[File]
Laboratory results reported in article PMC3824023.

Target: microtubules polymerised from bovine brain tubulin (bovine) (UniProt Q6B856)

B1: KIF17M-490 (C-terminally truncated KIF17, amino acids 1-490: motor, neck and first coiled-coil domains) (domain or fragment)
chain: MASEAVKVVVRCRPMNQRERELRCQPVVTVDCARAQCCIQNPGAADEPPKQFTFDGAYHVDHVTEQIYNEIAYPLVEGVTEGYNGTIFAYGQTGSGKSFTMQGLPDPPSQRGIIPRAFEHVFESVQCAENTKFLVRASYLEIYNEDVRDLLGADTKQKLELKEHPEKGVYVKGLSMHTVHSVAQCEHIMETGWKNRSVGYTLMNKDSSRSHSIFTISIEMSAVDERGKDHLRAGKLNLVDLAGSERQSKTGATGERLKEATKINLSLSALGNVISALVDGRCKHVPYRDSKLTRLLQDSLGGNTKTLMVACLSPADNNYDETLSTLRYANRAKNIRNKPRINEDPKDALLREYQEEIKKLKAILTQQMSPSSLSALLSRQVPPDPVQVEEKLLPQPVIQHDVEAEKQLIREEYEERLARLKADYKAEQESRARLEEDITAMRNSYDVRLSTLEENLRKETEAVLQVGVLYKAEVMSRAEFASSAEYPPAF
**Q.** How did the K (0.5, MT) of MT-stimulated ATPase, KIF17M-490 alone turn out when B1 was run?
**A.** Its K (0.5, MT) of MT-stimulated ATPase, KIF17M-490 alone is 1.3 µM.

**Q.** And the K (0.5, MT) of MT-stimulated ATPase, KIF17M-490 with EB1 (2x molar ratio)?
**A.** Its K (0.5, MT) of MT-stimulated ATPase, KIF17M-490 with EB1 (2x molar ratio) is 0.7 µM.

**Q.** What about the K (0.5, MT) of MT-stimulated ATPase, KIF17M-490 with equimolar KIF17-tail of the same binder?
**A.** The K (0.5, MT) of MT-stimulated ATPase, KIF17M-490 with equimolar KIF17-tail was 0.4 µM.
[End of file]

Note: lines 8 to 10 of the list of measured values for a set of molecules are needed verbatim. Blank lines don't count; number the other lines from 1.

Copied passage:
**A.** Its K (0.5, MT) of MT-stimulated ATPase, KIF17M-490 with EB1 (2x molar ratio) is 0.7 µM.

**Q.** What about the K (0.5, MT) of MT-stimulated ATPase, KIF17M-490 with equimolar KIF17-tail of the same binder?
**A.** The K (0.5, MT) of MT-stimulated ATPase, KIF17M-490 with equimolar KIF17-tail was 0.4 µM.